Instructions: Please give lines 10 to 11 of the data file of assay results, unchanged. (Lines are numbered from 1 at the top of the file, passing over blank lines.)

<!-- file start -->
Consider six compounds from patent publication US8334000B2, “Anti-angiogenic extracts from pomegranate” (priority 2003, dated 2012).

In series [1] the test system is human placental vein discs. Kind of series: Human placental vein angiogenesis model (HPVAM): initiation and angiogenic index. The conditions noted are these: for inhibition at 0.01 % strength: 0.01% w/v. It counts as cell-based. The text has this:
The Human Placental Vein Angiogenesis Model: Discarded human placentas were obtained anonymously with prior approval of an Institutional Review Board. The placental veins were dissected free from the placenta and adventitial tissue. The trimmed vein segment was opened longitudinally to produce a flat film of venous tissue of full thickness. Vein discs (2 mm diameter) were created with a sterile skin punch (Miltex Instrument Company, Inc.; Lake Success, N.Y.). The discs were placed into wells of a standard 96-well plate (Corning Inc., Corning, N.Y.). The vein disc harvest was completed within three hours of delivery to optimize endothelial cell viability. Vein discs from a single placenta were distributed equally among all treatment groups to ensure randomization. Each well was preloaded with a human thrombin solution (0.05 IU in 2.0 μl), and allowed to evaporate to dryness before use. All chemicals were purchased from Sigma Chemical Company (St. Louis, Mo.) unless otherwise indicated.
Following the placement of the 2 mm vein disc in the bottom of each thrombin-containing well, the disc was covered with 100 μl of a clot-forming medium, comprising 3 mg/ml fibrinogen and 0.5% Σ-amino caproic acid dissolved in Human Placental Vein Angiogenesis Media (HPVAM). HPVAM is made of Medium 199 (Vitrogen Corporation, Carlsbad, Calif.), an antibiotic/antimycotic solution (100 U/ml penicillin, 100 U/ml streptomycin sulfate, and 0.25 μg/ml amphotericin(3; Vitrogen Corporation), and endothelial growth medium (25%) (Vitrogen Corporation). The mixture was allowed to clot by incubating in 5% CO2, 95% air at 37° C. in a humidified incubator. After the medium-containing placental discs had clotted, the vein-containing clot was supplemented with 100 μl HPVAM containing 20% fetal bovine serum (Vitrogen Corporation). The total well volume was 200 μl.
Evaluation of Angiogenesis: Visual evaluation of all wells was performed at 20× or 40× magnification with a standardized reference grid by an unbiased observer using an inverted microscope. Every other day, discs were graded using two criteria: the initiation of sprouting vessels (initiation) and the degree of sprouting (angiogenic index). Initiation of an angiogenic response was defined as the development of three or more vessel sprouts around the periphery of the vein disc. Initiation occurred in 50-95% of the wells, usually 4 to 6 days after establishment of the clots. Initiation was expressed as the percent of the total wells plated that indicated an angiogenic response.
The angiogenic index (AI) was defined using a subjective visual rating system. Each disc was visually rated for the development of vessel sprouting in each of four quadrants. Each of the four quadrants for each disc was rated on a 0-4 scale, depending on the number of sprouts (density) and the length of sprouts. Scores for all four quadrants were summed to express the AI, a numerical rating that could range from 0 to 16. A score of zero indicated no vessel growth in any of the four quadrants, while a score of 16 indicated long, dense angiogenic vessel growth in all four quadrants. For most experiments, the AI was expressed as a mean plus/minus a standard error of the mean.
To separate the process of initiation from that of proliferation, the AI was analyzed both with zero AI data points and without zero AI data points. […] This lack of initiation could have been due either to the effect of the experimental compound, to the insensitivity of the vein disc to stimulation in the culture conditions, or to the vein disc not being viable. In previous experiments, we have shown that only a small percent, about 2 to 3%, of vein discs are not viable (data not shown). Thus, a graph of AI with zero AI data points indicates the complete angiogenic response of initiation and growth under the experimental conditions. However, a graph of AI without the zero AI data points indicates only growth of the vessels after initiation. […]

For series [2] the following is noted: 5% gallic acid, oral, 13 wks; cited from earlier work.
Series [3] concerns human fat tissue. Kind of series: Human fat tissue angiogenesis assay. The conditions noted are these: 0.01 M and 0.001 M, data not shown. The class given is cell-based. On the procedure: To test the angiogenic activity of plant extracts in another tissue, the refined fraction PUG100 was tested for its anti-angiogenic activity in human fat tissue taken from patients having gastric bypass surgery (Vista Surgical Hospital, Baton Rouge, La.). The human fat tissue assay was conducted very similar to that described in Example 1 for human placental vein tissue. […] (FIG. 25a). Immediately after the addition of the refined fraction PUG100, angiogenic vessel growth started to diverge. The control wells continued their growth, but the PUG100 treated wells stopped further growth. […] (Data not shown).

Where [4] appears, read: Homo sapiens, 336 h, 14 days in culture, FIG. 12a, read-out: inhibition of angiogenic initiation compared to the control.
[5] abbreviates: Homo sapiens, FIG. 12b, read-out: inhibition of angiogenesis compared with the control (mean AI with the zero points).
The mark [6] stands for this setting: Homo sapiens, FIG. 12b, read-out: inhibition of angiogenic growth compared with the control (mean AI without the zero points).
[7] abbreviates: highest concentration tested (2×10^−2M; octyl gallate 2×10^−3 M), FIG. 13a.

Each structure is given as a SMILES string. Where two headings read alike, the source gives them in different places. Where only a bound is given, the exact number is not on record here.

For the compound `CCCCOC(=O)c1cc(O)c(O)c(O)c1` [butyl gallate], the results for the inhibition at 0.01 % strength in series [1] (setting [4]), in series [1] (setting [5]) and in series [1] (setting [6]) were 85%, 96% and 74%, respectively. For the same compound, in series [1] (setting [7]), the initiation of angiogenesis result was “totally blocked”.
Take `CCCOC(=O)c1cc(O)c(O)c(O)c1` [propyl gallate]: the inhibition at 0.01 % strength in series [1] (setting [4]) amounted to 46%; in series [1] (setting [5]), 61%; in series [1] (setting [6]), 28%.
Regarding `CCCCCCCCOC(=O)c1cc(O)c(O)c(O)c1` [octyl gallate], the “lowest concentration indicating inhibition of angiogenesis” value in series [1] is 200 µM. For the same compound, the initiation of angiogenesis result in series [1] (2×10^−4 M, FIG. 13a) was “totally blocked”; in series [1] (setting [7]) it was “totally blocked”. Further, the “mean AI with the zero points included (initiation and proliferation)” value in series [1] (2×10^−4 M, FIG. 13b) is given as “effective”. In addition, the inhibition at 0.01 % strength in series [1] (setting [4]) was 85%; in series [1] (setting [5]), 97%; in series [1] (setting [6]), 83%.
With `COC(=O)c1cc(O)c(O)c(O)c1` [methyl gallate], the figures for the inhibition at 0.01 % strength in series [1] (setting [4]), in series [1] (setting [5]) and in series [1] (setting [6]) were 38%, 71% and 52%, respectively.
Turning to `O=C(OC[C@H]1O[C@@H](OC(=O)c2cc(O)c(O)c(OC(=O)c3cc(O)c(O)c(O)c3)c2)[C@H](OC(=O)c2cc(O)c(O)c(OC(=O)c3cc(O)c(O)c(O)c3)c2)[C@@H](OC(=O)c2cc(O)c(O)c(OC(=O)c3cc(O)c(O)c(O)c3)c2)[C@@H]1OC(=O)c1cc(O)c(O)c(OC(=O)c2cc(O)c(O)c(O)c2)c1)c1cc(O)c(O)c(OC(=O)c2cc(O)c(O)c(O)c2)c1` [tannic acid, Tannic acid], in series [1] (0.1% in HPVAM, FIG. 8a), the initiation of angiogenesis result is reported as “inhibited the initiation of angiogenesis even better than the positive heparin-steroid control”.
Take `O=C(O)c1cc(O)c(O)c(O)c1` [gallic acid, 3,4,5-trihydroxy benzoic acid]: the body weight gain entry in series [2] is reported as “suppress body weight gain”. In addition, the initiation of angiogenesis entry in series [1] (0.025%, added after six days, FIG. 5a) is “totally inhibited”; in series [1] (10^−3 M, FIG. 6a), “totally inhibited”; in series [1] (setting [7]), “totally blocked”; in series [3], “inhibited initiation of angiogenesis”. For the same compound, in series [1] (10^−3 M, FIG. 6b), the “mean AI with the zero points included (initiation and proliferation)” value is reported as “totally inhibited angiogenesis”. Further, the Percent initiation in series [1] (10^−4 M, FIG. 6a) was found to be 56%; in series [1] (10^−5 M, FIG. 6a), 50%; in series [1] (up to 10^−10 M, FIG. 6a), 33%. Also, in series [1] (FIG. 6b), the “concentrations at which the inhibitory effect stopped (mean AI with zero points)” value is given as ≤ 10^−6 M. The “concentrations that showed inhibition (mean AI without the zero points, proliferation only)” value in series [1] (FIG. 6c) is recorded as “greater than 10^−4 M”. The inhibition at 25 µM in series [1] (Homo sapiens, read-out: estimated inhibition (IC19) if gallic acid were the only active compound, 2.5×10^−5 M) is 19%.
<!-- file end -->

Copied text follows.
Where [4] appears, read: Homo sapiens, 336 h, 14 days in culture, FIG. 12a, read-out: inhibition of angiogenic initiation compared to the control.
[5] abbreviates: Homo sapiens, FIG. 12b, read-out: inhibition of angiogenesis compared with the control (mean AI with the zero points).